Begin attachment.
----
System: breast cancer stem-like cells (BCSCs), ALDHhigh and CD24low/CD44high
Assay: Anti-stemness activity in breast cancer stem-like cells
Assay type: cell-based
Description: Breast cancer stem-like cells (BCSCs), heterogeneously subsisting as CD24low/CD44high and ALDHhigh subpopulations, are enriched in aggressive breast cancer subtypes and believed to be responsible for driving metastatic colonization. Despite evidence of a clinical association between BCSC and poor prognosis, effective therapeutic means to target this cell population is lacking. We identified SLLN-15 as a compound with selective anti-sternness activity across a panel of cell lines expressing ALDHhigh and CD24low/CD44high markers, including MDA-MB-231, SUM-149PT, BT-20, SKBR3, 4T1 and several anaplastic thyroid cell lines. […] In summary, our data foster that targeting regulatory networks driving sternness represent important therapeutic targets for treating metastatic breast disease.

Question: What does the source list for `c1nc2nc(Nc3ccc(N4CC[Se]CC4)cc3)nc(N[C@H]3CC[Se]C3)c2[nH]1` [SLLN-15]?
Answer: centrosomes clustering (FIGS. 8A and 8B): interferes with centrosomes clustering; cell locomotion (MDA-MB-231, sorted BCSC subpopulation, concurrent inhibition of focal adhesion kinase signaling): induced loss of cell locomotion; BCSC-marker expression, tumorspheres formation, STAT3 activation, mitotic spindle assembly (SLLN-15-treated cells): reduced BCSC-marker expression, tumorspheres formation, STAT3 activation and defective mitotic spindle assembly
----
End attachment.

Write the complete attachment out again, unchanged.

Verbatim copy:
System: breast cancer stem-like cells (BCSCs), ALDHhigh and CD24low/CD44high
Assay: Anti-stemness activity in breast cancer stem-like cells
Assay type: cell-based
Description: Breast cancer stem-like cells (BCSCs), heterogeneously subsisting as CD24low/CD44high and ALDHhigh subpopulations, are enriched in aggressive breast cancer subtypes and believed to be responsible for driving metastatic colonization. Despite evidence of a clinical association between BCSC and poor prognosis, effective therapeutic means to target this cell population is lacking. We identified SLLN-15 as a compound with selective anti-sternness activity across a panel of cell lines expressing ALDHhigh and CD24low/CD44high markers, including MDA-MB-231, SUM-149PT, BT-20, SKBR3, 4T1 and several anaplastic thyroid cell lines. […] In summary, our data foster that targeting regulatory networks driving sternness represent important therapeutic targets for treating metastatic breast disease.

Question: What does the source list for `c1nc2nc(Nc3ccc(N4CC[Se]CC4)cc3)nc(N[C@H]3CC[Se]C3)c2[nH]1` [SLLN-15]?
Answer: centrosomes clustering (FIGS. 8A and 8B): interferes with centrosomes clustering; cell locomotion (MDA-MB-231, sorted BCSC subpopulation, concurrent inhibition of focal adhesion kinase signaling): induced loss of cell locomotion; BCSC-marker expression, tumorspheres formation, STAT3 activation, mitotic spindle assembly (SLLN-15-treated cells): reduced BCSC-marker expression, tumorspheres formation, STAT3 activation and defective mitotic spindle assembly